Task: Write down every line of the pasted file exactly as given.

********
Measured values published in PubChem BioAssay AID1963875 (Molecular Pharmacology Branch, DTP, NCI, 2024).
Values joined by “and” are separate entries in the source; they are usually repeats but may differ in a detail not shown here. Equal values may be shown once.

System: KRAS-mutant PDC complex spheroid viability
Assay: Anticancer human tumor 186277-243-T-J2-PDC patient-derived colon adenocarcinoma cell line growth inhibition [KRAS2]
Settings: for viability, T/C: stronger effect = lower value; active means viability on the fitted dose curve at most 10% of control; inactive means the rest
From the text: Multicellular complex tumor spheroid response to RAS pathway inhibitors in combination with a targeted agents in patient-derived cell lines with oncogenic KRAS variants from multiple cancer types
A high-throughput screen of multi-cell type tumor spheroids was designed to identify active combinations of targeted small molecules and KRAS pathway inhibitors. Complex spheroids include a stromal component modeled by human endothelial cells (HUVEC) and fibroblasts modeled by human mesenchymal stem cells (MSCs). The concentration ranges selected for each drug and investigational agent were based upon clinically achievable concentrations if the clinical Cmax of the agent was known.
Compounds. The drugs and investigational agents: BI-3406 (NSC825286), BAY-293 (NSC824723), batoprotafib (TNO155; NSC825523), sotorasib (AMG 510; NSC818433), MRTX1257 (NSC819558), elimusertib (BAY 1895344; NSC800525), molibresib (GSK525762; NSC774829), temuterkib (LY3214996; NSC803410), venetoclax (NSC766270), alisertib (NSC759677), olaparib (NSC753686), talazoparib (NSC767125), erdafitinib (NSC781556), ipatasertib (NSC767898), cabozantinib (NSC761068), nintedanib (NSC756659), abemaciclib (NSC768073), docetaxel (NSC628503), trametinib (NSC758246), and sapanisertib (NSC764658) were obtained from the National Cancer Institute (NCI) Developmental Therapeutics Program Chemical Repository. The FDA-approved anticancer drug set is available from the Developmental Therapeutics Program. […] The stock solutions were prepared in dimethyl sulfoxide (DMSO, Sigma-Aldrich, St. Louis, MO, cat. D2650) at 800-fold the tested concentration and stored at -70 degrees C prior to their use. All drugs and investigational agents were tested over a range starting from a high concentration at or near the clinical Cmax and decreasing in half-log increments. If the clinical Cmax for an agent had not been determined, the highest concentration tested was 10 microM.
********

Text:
Measured values published in PubChem BioAssay AID1963875 (Molecular Pharmacology Branch, DTP, NCI, 2024).
Values joined by “and” are separate entries in the source; they are usually repeats but may differ in a detail not shown here. Equal values may be shown once.

System: KRAS-mutant PDC complex spheroid viability
Assay: Anticancer human tumor 186277-243-T-J2-PDC patient-derived colon adenocarcinoma cell line growth inhibition [KRAS2]
Settings: for viability, T/C: stronger effect = lower value; active means viability on the fitted dose curve at most 10% of control; inactive means the rest
From the text: Multicellular complex tumor spheroid response to RAS pathway inhibitors in combination with a targeted agents in patient-derived cell lines with oncogenic KRAS variants from multiple cancer types
A high-throughput screen of multi-cell type tumor spheroids was designed to identify active combinations of targeted small molecules and KRAS pathway inhibitors. Complex spheroids include a stromal component modeled by human endothelial cells (HUVEC) and fibroblasts modeled by human mesenchymal stem cells (MSCs). The concentration ranges selected for each drug and investigational agent were based upon clinically achievable concentrations if the clinical Cmax of the agent was known.
Compounds. The drugs and investigational agents: BI-3406 (NSC825286), BAY-293 (NSC824723), batoprotafib (TNO155; NSC825523), sotorasib (AMG 510; NSC818433), MRTX1257 (NSC819558), elimusertib (BAY 1895344; NSC800525), molibresib (GSK525762; NSC774829), temuterkib (LY3214996; NSC803410), venetoclax (NSC766270), alisertib (NSC759677), olaparib (NSC753686), talazoparib (NSC767125), erdafitinib (NSC781556), ipatasertib (NSC767898), cabozantinib (NSC761068), nintedanib (NSC756659), abemaciclib (NSC768073), docetaxel (NSC628503), trametinib (NSC758246), and sapanisertib (NSC764658) were obtained from the National Cancer Institute (NCI) Developmental Therapeutics Program Chemical Repository. The FDA-approved anticancer drug set is available from the Developmental Therapeutics Program. […] The stock solutions were prepared in dimethyl sulfoxide (DMSO, Sigma-Aldrich, St. Louis, MO, cat. D2650) at 800-fold the tested concentration and stored at -70 degrees C prior to their use. All drugs and investigational agents were tested over a range starting from a high concentration at or near the clinical Cmax and decreasing in half-log increments. If the clinical Cmax for an agent had not been determined, the highest concentration tested was 10 microM.